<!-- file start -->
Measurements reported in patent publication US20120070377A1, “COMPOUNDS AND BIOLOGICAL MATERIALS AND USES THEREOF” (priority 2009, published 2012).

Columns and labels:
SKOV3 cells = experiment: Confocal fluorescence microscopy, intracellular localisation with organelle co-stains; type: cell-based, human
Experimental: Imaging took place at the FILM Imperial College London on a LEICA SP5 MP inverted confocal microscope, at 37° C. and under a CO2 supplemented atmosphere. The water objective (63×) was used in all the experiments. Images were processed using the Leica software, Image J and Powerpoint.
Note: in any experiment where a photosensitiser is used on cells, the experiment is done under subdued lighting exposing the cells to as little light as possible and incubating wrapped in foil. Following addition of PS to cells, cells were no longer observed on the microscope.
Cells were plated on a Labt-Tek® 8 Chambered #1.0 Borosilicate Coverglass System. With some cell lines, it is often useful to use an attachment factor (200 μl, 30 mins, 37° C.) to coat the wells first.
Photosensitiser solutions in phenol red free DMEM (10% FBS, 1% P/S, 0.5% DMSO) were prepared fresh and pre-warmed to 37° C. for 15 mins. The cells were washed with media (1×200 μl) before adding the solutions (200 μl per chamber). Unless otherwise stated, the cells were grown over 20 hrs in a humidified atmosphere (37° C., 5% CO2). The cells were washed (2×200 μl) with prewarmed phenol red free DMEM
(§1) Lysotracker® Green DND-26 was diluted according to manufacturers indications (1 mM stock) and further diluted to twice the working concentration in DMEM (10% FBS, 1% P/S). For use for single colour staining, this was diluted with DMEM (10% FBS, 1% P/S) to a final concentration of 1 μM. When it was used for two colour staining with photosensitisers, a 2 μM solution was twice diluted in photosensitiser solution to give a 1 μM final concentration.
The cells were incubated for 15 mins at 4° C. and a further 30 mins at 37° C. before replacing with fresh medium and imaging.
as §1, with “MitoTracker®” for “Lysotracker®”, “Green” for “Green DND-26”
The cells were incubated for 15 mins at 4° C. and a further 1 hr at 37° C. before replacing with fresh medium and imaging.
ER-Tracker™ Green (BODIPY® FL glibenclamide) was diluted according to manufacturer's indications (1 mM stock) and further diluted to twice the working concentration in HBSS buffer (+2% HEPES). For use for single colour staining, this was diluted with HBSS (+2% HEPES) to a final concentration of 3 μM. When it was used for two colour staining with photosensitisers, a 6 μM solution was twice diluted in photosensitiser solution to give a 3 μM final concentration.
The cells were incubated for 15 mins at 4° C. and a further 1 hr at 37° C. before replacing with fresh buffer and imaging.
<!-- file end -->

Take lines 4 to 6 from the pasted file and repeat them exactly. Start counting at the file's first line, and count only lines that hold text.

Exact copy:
Experimental: Imaging took place at the FILM Imperial College London on a LEICA SP5 MP inverted confocal microscope, at 37° C. and under a CO2 supplemented atmosphere. The water objective (63×) was used in all the experiments. Images were processed using the Leica software, Image J and Powerpoint.
Note: in any experiment where a photosensitiser is used on cells, the experiment is done under subdued lighting exposing the cells to as little light as possible and incubating wrapped in foil. Following addition of PS to cells, cells were no longer observed on the microscope.
Cells were plated on a Labt-Tek® 8 Chambered #1.0 Borosilicate Coverglass System. With some cell lines, it is often useful to use an attachment factor (200 μl, 30 mins, 37° C.) to coat the wells first.